LeBron James is by far the league MVP and should be Finals MVP if he doesn't pull the nonsense that he pulled last May.
His stats don't tell the story.
Unless you've seen him play, you wouldn't guess that Chris Bosh is playing a whole lot more comfortable than he was in his first year with the Miami Heat.
Averaging 18 points on 48 percent shooting to go along with eight boards per, Bosh is finally playing comfortable in this new system that he's forced to become accustomed to. He's the best shooting big man in the league, since Dirk Nowitzki fell off in the first half of the season, and he's playing with confidence and aggression.
Key word being aggression.
One of the biggest problems with Bosh last year was seeing him play with a passive mindset. There's nothing wrong with that when he's converting jump shots and stretching the floor, but it doesn't add as much versatility when he's limiting himself to being a jump shooter when we all know he's capable of doing so much more.
Bosh's versatility is exactly why he can be considered one of the league's top power forwards. There aren't many other players in the league that can put the ball on the floor or shoot from as far out as 20 feet at his size.
He's too quick for most power forwards to contain and that allows him to get to the rim with a lot less trouble than other bulkier forwards.
There isn't much of a reason to criticize Bosh anymore. In fact, there wasn't much of a reason to criticize him last year.
He was a primary option in Toronto and got the ball on every single possession. It's tough to go from a scorer who dominated possessions to a third scorer who might not even get the ball on consecutive possessions.
As amazing as we make these players out to be sometimes, you have to recognize that a lot of these guys have to get into a rhythm. You can't just start giving them the ball once out of every three possessions and expect them to start making shots.
Some players, like Bosh, need the ball in their hands to start out in order to make some shots and gain some confidence for the rest of the game.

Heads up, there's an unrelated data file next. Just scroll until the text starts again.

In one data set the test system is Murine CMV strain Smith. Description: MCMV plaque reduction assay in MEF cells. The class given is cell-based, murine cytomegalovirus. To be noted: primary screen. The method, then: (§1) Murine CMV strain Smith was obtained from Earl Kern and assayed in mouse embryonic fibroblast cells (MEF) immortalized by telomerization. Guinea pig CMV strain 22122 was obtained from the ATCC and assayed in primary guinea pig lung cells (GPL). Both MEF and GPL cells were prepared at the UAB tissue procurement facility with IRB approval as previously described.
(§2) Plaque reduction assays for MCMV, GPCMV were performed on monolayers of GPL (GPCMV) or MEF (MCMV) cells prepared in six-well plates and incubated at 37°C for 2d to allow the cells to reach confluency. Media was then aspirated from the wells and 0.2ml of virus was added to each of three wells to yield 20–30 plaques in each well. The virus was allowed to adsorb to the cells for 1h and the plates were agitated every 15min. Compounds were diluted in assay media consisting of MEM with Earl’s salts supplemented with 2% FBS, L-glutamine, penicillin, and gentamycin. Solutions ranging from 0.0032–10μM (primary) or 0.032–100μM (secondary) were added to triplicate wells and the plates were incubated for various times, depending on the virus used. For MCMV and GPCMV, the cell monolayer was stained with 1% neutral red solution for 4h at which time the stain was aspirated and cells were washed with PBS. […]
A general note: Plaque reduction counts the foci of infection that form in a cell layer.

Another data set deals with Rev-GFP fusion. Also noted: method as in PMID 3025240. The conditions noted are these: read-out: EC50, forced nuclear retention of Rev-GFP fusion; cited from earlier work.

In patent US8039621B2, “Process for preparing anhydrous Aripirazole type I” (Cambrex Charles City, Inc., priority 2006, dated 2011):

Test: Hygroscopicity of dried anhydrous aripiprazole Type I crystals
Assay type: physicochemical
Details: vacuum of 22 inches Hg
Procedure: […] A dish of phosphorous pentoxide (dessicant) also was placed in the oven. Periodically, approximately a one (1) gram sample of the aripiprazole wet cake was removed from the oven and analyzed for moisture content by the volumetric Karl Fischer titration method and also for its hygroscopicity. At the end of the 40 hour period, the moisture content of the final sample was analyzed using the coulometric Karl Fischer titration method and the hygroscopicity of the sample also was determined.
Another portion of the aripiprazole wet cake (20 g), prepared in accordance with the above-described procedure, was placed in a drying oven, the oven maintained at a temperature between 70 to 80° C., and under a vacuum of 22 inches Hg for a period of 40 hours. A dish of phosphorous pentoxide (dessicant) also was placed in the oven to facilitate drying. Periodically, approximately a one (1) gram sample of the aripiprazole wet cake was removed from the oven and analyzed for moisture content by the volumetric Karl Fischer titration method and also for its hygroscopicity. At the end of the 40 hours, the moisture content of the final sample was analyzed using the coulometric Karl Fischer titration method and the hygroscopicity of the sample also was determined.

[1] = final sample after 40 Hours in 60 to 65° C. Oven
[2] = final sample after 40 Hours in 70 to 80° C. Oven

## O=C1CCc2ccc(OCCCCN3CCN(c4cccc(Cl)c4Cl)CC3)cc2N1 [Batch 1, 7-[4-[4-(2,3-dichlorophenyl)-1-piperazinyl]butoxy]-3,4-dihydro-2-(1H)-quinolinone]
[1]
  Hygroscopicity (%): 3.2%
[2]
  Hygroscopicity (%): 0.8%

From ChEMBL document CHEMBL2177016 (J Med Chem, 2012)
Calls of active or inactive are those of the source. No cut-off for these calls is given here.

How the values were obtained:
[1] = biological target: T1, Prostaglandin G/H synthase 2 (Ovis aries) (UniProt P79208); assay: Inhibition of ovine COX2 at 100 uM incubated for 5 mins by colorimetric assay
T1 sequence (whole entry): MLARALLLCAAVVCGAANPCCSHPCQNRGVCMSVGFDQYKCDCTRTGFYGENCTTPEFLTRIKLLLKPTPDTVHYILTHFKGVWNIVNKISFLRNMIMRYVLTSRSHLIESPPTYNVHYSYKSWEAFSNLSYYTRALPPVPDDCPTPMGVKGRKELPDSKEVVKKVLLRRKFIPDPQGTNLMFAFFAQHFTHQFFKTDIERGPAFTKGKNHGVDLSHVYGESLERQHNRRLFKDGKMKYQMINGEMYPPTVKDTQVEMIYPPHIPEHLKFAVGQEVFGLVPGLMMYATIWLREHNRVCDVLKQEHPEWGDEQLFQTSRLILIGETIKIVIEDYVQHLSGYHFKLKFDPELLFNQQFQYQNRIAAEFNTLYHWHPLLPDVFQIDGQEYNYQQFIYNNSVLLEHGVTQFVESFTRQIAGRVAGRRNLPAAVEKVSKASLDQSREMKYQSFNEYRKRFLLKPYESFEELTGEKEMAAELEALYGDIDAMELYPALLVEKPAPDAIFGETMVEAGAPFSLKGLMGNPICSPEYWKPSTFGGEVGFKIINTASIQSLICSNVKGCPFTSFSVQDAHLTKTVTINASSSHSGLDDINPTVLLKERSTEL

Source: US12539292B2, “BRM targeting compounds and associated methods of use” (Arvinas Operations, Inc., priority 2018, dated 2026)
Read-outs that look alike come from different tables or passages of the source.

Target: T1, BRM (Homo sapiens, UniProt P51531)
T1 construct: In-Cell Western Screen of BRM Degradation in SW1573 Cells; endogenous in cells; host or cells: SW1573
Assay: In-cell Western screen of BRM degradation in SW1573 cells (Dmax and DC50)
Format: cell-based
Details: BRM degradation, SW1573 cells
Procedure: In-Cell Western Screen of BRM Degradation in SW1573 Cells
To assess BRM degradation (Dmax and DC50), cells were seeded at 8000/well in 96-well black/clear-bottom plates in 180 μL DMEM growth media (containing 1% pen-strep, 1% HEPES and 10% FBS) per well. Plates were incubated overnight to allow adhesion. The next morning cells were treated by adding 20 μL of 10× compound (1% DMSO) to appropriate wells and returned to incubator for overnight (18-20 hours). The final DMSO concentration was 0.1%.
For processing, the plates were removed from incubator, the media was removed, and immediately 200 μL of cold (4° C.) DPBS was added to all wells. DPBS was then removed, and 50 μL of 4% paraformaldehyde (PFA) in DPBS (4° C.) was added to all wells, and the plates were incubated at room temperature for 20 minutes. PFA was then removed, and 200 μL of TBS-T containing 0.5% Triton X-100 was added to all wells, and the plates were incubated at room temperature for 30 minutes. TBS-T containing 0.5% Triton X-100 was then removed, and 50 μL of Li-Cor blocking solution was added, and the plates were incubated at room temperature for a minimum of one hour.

In fact, there's no clearer evidence of Bosh as an elite player than the time Dwyane Wade sat out. When Wade was out, Bosh became a second option and was suddenly thrust into a role as LeBron James' sidekick. In that stretch of games, Bosh had some of his best performances of the season, which includes four games of 30 points or more.
Bosh is the most important player on this Heat team.
His ability to stretch the floor and handle the ball is huge to a team that relies heavily on getting shots near the rim. With Bosh converting jumpers, it opens the floor for LeBron and Dwyane to thrive and do what they do best.
CB1 is the X-Factor and the Heat become so much better when they utilize him to his potential.
In a way, I feel like I'm disappointing the reader by ending this with an analysis on Joel Anthony's game.
But how can you get mad? J
oel Anthony is an MVP according to the Heat's fan base. The inspirational MVP at least. Anthony doesn't have the greatest stats or hands, but he's been excellent this year and worked hard, hustling on every play, going after every shot and never giving up on a play.
Joel's shot blocking has been the staple of his short and awkward career.
Despite being an undersized center at 6'9", Anthony isn't too bad of a deterrent in the paint. He certainly doesn't have the physical attributes of a center. He doesn't have the size or frame to deter slashers, but he does have the shot blocking awareness to earn a living.
Anthony isn't a great center.
In fact, he's probably the worst in the NBA.
However, he's terrific when he's matched up against versatile power forwards that can put the ball on the floor and shoot because of his length and lateral quickness. You don't see it much, but Anthony is an athlete and can compete on the defensive end against any forward that relies heavily on their drives.
He does a great job at keeping his assignment in front of him.
Anthony has the athleticism to keep up with any quick forward, the strength to keep forwards out of the paint and the length to constantly block shots and frustrate his opponents into knowing that they were getting shut down by someone who can only dream of averaging five points per game.
Speaking of offense, Anthony hasn't even been all that bad. He's only averaging three points per game, but he's actually developed a short jump hook that can fall.
Of course, he only gets these opportunities on offensive rebounds or the off chance that the Heat actually attempt to feed him down low.
You don't see that much often.
Only when no one is on him and a member of the big three needs an open player to throw to will you see Anthony unleash that hook.
Another awkward year for Joel and Heat fans couldn't be happier.